|House on Haunted Hill|
|"And I have a really fun new puppet friend." - Bill Corbett|
|Riffers||Mike Nelson, Kevin Murphy, Bill Corbett|
|Date Released||February 4, 2009 and October 28, 2010 (Live)|
House on Haunted Hill is a 1959 American horror film. It was directed by William Castle, written by Robb White and stars Vincent Price as eccentric millionaire Frederick Loren. He and his fourth wife, Annabelle, have invited five people to the house for a "haunted house" party. Whoever stays in the house for one night will earn $10,000 each. As the night progresses, all the guests are trapped inside the house with ghosts, murderers, and other terrors.
Synopsis and PreviewEdit
Eccentric millionaire Frederick Loren (Vincent Price) invites five people to a "party" he is throwing for his fourth wife, Annabelle (Carol Ohmart), in an allegedly haunted house he has rented, promising to give them each $10,000 with the stipulation that they must stay the entire night in the house after the doors are locked at midnight. The five guests are test pilot Lance Schroeder (Richard Long), newspaper columnist Ruth Bridges (Julie Mitchum), psychiatrist Dr. David Trent (Alan Marshal) who specializes in hysteria, Nora Manning (Carolyn Craig), who works for one of Loren's companies, and the house's owner Watson Pritchard (Elisha Cook). Pritchard disapproves of Loren's use of the house for his "party," making it unclear how Loren acquired access to the house in the first place.
Arriving late at night in separate funeral cars with a hearse leading the procession, Loren's guests are told the rules of the party, and each is given a .45 caliber pistol for protection. Forced to attend the party, Loren's wife tries to warn the guests that her husband is psychotic, causing them to be very suspicious of him. Nora becomes convinced that he's trying to kill her when she keeps seeing frightening apparitions, including the ghost of Annabelle, who had apparently hanged herself some time during the night.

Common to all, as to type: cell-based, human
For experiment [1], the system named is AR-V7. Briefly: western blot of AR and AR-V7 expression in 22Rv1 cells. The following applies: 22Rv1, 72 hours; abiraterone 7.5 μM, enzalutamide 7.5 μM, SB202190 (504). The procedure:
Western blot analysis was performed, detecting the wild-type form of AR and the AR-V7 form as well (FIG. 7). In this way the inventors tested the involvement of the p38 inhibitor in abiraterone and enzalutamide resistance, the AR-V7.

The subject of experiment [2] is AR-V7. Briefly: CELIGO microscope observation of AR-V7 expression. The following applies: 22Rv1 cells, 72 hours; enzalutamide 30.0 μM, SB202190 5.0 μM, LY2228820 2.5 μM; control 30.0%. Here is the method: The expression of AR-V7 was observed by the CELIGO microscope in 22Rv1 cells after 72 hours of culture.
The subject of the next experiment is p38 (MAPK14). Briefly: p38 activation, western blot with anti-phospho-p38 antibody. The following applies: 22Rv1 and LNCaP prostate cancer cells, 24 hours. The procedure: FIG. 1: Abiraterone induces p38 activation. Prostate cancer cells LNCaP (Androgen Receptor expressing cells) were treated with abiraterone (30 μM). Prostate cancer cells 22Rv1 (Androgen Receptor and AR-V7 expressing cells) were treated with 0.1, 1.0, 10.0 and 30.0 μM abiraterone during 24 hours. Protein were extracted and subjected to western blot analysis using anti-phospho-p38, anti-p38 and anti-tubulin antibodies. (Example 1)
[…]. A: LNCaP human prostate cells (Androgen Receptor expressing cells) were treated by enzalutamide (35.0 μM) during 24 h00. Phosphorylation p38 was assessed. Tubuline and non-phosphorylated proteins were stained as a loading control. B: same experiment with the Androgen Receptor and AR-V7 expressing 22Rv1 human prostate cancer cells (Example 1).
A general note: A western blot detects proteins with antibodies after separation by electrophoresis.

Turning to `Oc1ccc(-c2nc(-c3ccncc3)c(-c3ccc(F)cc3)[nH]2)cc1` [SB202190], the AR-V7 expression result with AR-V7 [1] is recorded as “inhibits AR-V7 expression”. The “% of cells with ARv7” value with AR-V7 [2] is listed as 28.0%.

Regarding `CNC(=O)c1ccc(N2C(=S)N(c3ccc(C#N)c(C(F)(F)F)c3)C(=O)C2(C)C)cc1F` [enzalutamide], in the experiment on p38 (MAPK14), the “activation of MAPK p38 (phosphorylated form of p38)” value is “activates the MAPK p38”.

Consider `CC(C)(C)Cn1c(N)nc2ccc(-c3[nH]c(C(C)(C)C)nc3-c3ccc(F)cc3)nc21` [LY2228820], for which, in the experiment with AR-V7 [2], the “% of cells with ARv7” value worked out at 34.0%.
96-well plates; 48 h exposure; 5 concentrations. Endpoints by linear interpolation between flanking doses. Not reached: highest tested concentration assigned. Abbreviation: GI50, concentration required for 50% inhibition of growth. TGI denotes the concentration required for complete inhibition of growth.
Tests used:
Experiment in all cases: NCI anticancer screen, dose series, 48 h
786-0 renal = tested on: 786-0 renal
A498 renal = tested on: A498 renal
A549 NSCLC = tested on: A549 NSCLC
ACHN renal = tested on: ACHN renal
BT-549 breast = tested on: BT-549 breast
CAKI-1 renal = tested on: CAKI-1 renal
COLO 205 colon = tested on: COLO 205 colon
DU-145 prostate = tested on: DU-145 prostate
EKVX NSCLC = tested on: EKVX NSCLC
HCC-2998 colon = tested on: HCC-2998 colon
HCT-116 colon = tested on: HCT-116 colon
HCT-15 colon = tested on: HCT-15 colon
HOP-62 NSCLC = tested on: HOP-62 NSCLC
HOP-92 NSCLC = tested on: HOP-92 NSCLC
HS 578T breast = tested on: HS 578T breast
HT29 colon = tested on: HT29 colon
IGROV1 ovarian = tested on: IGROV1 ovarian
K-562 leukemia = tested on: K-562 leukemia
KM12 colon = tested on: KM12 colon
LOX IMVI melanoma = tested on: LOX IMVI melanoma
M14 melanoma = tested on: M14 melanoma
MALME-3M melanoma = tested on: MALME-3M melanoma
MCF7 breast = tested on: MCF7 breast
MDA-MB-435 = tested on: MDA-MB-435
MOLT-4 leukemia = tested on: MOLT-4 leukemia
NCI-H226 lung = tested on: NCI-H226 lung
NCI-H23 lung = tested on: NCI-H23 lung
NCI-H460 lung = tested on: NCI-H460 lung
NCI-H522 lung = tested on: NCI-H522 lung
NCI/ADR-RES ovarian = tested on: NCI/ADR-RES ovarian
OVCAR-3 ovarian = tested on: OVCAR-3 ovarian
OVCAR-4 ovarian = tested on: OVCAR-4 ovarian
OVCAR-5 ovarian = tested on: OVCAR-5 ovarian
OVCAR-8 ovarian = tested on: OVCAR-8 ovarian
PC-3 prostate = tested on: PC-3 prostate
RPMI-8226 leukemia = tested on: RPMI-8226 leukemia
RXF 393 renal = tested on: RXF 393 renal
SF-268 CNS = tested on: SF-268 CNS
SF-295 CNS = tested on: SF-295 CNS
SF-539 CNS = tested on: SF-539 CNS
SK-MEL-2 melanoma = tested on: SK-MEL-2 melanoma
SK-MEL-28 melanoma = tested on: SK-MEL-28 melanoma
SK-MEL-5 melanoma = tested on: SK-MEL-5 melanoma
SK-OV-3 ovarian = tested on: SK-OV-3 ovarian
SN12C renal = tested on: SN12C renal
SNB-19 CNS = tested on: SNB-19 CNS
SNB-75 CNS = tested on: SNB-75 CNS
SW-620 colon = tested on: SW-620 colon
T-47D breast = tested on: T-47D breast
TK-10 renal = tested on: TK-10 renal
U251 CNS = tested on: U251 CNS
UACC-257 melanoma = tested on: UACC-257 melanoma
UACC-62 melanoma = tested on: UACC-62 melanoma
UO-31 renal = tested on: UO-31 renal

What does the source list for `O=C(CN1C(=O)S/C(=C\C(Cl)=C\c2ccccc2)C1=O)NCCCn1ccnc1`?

Almost as frightened as Nora is Watson Pritchard. He is convinced that the house is genuinely haunted by the ghosts of those killed there in the past, including his own brother, and that those ghosts have the power to "come for" (kill) anyone in the house. Schroeder is attacked in a basement room, but is convinced his attacker was real, and tries to calm Nora's fears.
It is eventually revealed that Annabelle, in league with her lover, Dr. Trent, faked her death in an attempt to frighten Nora so badly that she will be compelled to shoot Loren. After being driven into a fit of hysteria by the repeated frights she has experienced during the night, Nora, seeing Loren walking toward her in the basement with a gun in his hand, does indeed shoot him. After she flees the room, Dr. Trent slips in and tries to get rid of Loren's body by pushing it into a vat of acid there (which had been used by a previous resident named Norton to kill his own wife), but the lights go out, and the sounds of a struggle and splash are heard.
Hearing the gunshot, Annabelle rushes down to the basement to confirm that her husband is dead, but finds the room empty. Suddenly, a skeleton rises from the acid accompanied by Loren's disembodied voice. As the animated spectre approaches, Annabelle recoils and screams in horror, accidentally falling into the acid herself. The real Loren then emerges from the shadows, holding the contraption that he used to manipulate the skeleton. Triumphant, he watches Annabelle dissolve in the acid.
Nora tells the other guests that she has shot Loren in the basement, but when they all arrive there they find him alive. He tells Nora that the gun she fired at him had been loaded with blanks, and explains to his guests that his wife and Dr. Trent had been trying to kill him and that they have each met their end in the vat of acid, adding solemnly that he is "ready for justice to decide" his guilt or innocence. Watson Pritchard, still an avid believer in the supernatural, looks into the acid and declares that Annabelle and Dr. Trent have now joined the ranks of the house's many ghosts. With a terrified expression on his face, he announces that the ghosts are now coming for him, then, breaking the fourth wall, he turns toward the camera and adds, "And then they'll come for you."
Cast and CrewEdit
- This riff, along with The Twilight Saga: Breaking Dawn, Part 1, is the personal favorite riff of RiffWiki founder, Dave Chadwick.